But that had only been the beginning of my torment. It had taken on a life of its own, it had developed a voice – one which seemed to echo in my brain and bounce about in my skull.
It would whisper, “Dream not through the night.”
And I would plead, “No, Devil. I wish to sleep. Why must you torment me so?”
“Your sleep will be wrought with fears. We must pray.”
“No, no! I will not hold council with you, Devil. Leave me to rest.”
But the eye never would rest. It continued on with its ramblings until I could hardly tell my own thoughts from those of the eye. The rambling ranged from prayer to pleas, and once those prayers slipped into my waking hours, I knew something needed to be done. I was becoming like my mother, a paranoid zealot. As I prayed in the field, I swore to myself and to God that I would be rid of my demon – my mother – once and for all.
It was a disgusting act, and it could all be traced back to my birth. Back to when my mother left me to soak in the rain. My first night alive on this planet, and the woman who carried me for nine months left me in the soaked hay to rot in the rain. Was I not worth those nine months? Had my conception and birth truly been for nothing? She had been the one who created me. She had been the one to make the eye. Why did I have to suffer for the sins of my mother?
Was that why she feared me so? Because she feared herself?
But it didn’t matter. The water, the thing which I had survived and found comfort in, had cleansed me and my eye. Cleansed it so I could see what needed to be done. There was one night, when the rain began to pour and my right eye opened to join my left in its vigil that I became truly aware of what needed to be done. The lightning danced above like chains in the sky and lit my loft until it was filled with the strangest shadows. In the night I listened closely and heard the steady thrum of the blood within my body and the heart in my chest. My body was telling me something. My body was revolting against the devilish organ held within my socket. My body wanted to rid itself of the green boil inside my face, and I was happy to oblige. It was during that night, as I soaked in the rain and breathed in the heavy scent of manure and wet hay that I truly studied my body, and from there I made my plan.
The next morning, I sent my eldest brother to town with every penny I had. He pitied my unfortunate soul and did what I asked of him with little questioning. I was beyond grateful. I couldn’t go out in public. Not until it was done. He came back that evening with what I most desired, but had most feared. It was a tiny hand mirror, encrusted in silver metal which had begun to tarnish green – a fitting color, I decided. The glass itself was completely intact, and that was all I had cared about. It would do for my task. Yet, what had begun to haunt me more so than the eye was that of my own reflection. I did my best to avoid meeting my own gaze, but my curiosity always managed to lure me in, and throughout my morning chores I would find myself sliding the mirror from my pocket to study my visage.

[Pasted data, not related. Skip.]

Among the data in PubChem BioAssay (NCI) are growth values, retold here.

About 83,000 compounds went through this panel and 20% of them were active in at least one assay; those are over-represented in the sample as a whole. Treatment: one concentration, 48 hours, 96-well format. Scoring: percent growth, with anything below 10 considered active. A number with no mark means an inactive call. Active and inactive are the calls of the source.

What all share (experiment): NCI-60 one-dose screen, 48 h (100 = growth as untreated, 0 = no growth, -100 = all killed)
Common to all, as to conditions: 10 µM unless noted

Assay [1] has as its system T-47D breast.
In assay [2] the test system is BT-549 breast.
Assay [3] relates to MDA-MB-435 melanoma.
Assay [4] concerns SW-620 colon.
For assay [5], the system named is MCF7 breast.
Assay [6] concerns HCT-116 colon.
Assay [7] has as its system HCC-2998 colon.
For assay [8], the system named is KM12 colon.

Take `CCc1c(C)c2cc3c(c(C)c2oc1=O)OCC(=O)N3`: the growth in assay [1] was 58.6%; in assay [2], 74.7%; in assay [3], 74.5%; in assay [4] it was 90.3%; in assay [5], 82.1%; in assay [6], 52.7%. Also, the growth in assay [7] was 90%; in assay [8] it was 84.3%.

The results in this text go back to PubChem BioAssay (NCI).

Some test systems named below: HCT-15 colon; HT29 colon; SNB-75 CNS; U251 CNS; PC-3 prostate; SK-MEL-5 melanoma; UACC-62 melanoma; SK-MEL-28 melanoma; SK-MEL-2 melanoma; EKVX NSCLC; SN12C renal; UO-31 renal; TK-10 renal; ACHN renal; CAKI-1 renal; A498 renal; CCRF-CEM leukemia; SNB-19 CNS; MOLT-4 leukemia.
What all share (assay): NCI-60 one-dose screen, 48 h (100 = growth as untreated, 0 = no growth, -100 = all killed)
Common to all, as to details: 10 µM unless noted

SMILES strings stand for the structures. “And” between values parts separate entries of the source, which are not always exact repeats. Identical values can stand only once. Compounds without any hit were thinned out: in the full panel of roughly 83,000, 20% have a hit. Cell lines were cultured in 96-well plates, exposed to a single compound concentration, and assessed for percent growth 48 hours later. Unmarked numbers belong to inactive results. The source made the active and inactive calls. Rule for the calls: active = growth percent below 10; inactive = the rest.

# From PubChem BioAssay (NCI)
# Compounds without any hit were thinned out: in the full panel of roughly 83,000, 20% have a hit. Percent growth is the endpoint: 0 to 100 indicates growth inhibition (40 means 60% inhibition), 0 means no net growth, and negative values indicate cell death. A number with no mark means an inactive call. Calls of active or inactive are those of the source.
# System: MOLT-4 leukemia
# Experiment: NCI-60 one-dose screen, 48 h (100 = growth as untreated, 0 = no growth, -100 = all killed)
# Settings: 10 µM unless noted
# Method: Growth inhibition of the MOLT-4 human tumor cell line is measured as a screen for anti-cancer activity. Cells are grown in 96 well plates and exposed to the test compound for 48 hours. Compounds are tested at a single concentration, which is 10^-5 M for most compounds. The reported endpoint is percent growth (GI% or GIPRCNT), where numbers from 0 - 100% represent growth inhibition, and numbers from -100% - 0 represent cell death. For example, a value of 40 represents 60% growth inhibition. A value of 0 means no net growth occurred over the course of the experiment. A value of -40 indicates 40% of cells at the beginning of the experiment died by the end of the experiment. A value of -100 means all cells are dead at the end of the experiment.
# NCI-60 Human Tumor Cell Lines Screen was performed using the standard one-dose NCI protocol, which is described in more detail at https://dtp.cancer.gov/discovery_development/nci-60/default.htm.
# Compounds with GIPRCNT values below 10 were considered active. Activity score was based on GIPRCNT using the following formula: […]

I was a woman. There was no question about it. I don’t wish to seem prideful, but if I had been born without the eye, my father would have had no problem finding a husband for me. My cream skin was tinted honey, a shade which was uncommon amongst the burnt farmer daughters. My hair had been bleached white from years toiling out in the sun when most of my female peers had been kept indoors. I was more than a farmer’s daughter, I was exotic. Yet, as beautiful and exotic as I appeared, all who I came in contact with feared me. Perhaps I was feared for more than just my eyes – though they were a sight to behold, too. They had bags beneath them, one of the few flaws to be found, but when gazing into them, first blue, then green, I found myself hypnotized. I decided then it was some form of witchcraft or magic and promptly stopped myself from looking any longer. I wouldn’t. Not until it was time.
Night seemed to crawl into the day, and I waited anxiously in my loft once my chores had been completed. I set the mirror up on hay bales I had stacked during the day. I needed it to be my station. Before the sun had completely disappeared, I fumbled in the hay and the darkness where I found my candle, wrapped in the very saddle cloth which had kept me alive at my birth. It was special, that way. I lit the wick and set the candle beside my mirror. Within seconds I heard the soft shuffle and clatter of my brother with dinner. He clambered up the ladder, loud, but silent. He simply slid the tray across the floor and I listened a bit longer for him to slide down the ladder and fumble out of the barn again, leaving me once more in silence.
I felt my way over to the tray and pulled it to my work station where I studied it under the candle light. It was chicken of some kind, though I could scarcely make out its shape. The dim light of the candle casted a shadow over the meal, darkening the meat until it looked like something more. Like a child, perhaps? I plucked up the silverware and held it close to the candle. A knife and a spoon were my tools, and the latter was what I chose. With my remaining utensil, I stabbed the shadowy chicken and watched a blackened fluid pour from the wound. I couldn’t tell if it was blood or juices. I took it as an omen and my body physically wilted at the impending surgery which I was about to perform.